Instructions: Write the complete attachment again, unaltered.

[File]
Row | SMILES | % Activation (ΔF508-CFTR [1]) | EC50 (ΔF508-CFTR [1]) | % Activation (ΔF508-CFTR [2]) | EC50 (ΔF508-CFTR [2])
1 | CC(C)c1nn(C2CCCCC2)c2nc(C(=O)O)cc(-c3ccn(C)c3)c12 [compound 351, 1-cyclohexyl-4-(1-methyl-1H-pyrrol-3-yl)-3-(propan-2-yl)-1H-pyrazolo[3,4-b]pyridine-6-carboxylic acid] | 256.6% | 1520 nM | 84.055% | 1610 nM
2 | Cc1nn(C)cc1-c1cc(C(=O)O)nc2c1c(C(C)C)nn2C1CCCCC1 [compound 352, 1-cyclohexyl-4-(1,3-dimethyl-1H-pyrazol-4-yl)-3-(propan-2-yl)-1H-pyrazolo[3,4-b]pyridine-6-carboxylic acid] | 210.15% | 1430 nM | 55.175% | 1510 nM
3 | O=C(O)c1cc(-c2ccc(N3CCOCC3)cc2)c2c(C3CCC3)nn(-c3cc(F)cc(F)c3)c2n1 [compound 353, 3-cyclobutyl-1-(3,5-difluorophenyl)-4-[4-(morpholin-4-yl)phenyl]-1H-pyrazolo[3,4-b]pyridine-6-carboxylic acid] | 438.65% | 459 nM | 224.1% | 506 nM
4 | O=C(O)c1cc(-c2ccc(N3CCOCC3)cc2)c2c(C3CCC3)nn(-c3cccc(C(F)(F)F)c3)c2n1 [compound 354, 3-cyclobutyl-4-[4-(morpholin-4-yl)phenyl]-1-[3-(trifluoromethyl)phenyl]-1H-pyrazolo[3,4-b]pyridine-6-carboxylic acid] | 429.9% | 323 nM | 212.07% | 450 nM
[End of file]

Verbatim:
Row | SMILES | % Activation (ΔF508-CFTR [1]) | EC50 (ΔF508-CFTR [1]) | % Activation (ΔF508-CFTR [2]) | EC50 (ΔF508-CFTR [2])
1 | CC(C)c1nn(C2CCCCC2)c2nc(C(=O)O)cc(-c3ccn(C)c3)c12 [compound 351, 1-cyclohexyl-4-(1-methyl-1H-pyrrol-3-yl)-3-(propan-2-yl)-1H-pyrazolo[3,4-b]pyridine-6-carboxylic acid] | 256.6% | 1520 nM | 84.055% | 1610 nM
2 | Cc1nn(C)cc1-c1cc(C(=O)O)nc2c1c(C(C)C)nn2C1CCCCC1 [compound 352, 1-cyclohexyl-4-(1,3-dimethyl-1H-pyrazol-4-yl)-3-(propan-2-yl)-1H-pyrazolo[3,4-b]pyridine-6-carboxylic acid] | 210.15% | 1430 nM | 55.175% | 1510 nM
3 | O=C(O)c1cc(-c2ccc(N3CCOCC3)cc2)c2c(C3CCC3)nn(-c3cc(F)cc(F)c3)c2n1 [compound 353, 3-cyclobutyl-1-(3,5-difluorophenyl)-4-[4-(morpholin-4-yl)phenyl]-1H-pyrazolo[3,4-b]pyridine-6-carboxylic acid] | 438.65% | 459 nM | 224.1% | 506 nM
4 | O=C(O)c1cc(-c2ccc(N3CCOCC3)cc2)c2c(C3CCC3)nn(-c3cccc(C(F)(F)F)c3)c2n1 [compound 354, 3-cyclobutyl-4-[4-(morpholin-4-yl)phenyl]-1-[3-(trifluoromethyl)phenyl]-1H-pyrazolo[3,4-b]pyridine-6-carboxylic acid] | 429.9% | 323 nM | 212.07% | 450 nM